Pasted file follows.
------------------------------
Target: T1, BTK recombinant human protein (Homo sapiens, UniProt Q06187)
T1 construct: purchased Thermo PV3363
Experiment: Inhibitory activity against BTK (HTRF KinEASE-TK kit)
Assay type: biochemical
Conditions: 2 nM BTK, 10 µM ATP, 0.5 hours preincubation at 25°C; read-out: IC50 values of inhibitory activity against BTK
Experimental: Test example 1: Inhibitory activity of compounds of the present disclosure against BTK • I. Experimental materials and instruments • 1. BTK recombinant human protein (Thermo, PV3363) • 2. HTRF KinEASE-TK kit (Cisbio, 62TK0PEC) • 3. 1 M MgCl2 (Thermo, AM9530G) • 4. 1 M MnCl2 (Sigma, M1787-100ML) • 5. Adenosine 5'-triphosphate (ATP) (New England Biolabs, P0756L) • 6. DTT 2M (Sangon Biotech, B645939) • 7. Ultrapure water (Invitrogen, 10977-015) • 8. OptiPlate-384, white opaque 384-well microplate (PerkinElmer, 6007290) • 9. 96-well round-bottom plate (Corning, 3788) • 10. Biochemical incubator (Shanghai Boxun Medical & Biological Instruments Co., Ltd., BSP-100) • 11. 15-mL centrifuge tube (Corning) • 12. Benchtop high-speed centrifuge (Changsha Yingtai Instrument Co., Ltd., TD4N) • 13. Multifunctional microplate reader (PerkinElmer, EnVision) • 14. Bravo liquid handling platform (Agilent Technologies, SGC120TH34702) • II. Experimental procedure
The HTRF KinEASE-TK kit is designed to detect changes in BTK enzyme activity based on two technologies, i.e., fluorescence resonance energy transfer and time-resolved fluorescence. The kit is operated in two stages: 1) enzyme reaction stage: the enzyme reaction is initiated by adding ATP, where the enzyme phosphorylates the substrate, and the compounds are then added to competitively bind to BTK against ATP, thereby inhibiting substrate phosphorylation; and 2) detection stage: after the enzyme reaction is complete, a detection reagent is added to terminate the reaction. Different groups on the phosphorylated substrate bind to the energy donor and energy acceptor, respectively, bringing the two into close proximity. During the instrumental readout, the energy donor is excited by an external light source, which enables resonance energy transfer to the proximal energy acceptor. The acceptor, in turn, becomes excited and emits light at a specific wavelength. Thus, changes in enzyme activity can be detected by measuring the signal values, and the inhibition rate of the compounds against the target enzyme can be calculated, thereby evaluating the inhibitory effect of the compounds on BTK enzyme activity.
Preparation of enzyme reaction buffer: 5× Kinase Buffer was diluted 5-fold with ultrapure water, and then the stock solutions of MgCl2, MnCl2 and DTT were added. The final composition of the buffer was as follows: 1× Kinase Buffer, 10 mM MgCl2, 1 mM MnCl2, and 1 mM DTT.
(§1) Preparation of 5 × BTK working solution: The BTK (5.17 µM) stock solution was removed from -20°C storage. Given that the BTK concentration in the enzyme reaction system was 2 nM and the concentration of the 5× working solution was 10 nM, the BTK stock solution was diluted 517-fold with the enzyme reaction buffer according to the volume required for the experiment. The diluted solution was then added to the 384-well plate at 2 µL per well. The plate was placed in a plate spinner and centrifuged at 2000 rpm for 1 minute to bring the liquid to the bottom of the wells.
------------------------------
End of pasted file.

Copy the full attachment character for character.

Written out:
Target: T1, BTK recombinant human protein (Homo sapiens, UniProt Q06187)
T1 construct: purchased Thermo PV3363
Experiment: Inhibitory activity against BTK (HTRF KinEASE-TK kit)
Assay type: biochemical
Conditions: 2 nM BTK, 10 µM ATP, 0.5 hours preincubation at 25°C; read-out: IC50 values of inhibitory activity against BTK
Experimental: Test example 1: Inhibitory activity of compounds of the present disclosure against BTK • I. Experimental materials and instruments • 1. BTK recombinant human protein (Thermo, PV3363) • 2. HTRF KinEASE-TK kit (Cisbio, 62TK0PEC) • 3. 1 M MgCl2 (Thermo, AM9530G) • 4. 1 M MnCl2 (Sigma, M1787-100ML) • 5. Adenosine 5'-triphosphate (ATP) (New England Biolabs, P0756L) • 6. DTT 2M (Sangon Biotech, B645939) • 7. Ultrapure water (Invitrogen, 10977-015) • 8. OptiPlate-384, white opaque 384-well microplate (PerkinElmer, 6007290) • 9. 96-well round-bottom plate (Corning, 3788) • 10. Biochemical incubator (Shanghai Boxun Medical & Biological Instruments Co., Ltd., BSP-100) • 11. 15-mL centrifuge tube (Corning) • 12. Benchtop high-speed centrifuge (Changsha Yingtai Instrument Co., Ltd., TD4N) • 13. Multifunctional microplate reader (PerkinElmer, EnVision) • 14. Bravo liquid handling platform (Agilent Technologies, SGC120TH34702) • II. Experimental procedure
The HTRF KinEASE-TK kit is designed to detect changes in BTK enzyme activity based on two technologies, i.e., fluorescence resonance energy transfer and time-resolved fluorescence. The kit is operated in two stages: 1) enzyme reaction stage: the enzyme reaction is initiated by adding ATP, where the enzyme phosphorylates the substrate, and the compounds are then added to competitively bind to BTK against ATP, thereby inhibiting substrate phosphorylation; and 2) detection stage: after the enzyme reaction is complete, a detection reagent is added to terminate the reaction. Different groups on the phosphorylated substrate bind to the energy donor and energy acceptor, respectively, bringing the two into close proximity. During the instrumental readout, the energy donor is excited by an external light source, which enables resonance energy transfer to the proximal energy acceptor. The acceptor, in turn, becomes excited and emits light at a specific wavelength. Thus, changes in enzyme activity can be detected by measuring the signal values, and the inhibition rate of the compounds against the target enzyme can be calculated, thereby evaluating the inhibitory effect of the compounds on BTK enzyme activity.
Preparation of enzyme reaction buffer: 5× Kinase Buffer was diluted 5-fold with ultrapure water, and then the stock solutions of MgCl2, MnCl2 and DTT were added. The final composition of the buffer was as follows: 1× Kinase Buffer, 10 mM MgCl2, 1 mM MnCl2, and 1 mM DTT.
(§1) Preparation of 5 × BTK working solution: The BTK (5.17 µM) stock solution was removed from -20°C storage. Given that the BTK concentration in the enzyme reaction system was 2 nM and the concentration of the 5× working solution was 10 nM, the BTK stock solution was diluted 517-fold with the enzyme reaction buffer according to the volume required for the experiment. The diluted solution was then added to the 384-well plate at 2 µL per well. The plate was placed in a plate spinner and centrifuged at 2000 rpm for 1 minute to bring the liquid to the bottom of the wells.